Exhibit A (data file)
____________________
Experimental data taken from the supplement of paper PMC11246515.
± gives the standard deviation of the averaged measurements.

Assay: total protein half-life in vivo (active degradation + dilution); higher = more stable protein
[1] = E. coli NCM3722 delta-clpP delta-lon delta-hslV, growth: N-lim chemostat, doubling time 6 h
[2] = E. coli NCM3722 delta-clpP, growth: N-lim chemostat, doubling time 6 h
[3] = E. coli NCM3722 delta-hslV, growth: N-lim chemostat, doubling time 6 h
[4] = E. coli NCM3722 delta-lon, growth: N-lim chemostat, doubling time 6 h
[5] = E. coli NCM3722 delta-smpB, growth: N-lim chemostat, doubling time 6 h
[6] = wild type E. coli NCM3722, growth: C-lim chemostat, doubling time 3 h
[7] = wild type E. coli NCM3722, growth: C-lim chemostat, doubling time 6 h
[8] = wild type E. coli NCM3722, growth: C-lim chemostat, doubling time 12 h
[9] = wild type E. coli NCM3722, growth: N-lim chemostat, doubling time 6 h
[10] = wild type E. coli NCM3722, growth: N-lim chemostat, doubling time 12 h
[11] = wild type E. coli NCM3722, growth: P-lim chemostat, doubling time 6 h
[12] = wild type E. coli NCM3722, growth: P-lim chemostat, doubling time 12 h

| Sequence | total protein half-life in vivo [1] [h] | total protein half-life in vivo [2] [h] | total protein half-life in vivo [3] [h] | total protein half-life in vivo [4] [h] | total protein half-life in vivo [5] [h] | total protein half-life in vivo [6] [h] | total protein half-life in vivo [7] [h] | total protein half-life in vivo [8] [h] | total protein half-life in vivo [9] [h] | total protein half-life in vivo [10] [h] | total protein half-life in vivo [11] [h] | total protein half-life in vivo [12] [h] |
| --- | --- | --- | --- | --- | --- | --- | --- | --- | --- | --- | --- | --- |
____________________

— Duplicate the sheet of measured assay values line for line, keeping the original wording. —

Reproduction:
Experimental data taken from the supplement of paper PMC11246515.
± gives the standard deviation of the averaged measurements.

Assay: total protein half-life in vivo (active degradation + dilution); higher = more stable protein
[1] = E. coli NCM3722 delta-clpP delta-lon delta-hslV, growth: N-lim chemostat, doubling time 6 h
[2] = E. coli NCM3722 delta-clpP, growth: N-lim chemostat, doubling time 6 h
[3] = E. coli NCM3722 delta-hslV, growth: N-lim chemostat, doubling time 6 h
[4] = E. coli NCM3722 delta-lon, growth: N-lim chemostat, doubling time 6 h
[5] = E. coli NCM3722 delta-smpB, growth: N-lim chemostat, doubling time 6 h
[6] = wild type E. coli NCM3722, growth: C-lim chemostat, doubling time 3 h
[7] = wild type E. coli NCM3722, growth: C-lim chemostat, doubling time 6 h
[8] = wild type E. coli NCM3722, growth: C-lim chemostat, doubling time 12 h
[9] = wild type E. coli NCM3722, growth: N-lim chemostat, doubling time 6 h
[10] = wild type E. coli NCM3722, growth: N-lim chemostat, doubling time 12 h
[11] = wild type E. coli NCM3722, growth: P-lim chemostat, doubling time 6 h
[12] = wild type E. coli NCM3722, growth: P-lim chemostat, doubling time 12 h

| Sequence | total protein half-life in vivo [1] [h] | total protein half-life in vivo [2] [h] | total protein half-life in vivo [3] [h] | total protein half-life in vivo [4] [h] | total protein half-life in vivo [5] [h] | total protein half-life in vivo [6] [h] | total protein half-life in vivo [7] [h] | total protein half-life in vivo [8] [h] | total protein half-life in vivo [9] [h] | total protein half-life in vivo [10] [h] | total protein half-life in vivo [11] [h] | total protein half-life in vivo [12] [h] |
| --- | --- | --- | --- | --- | --- | --- | --- | --- | --- | --- | --- | --- |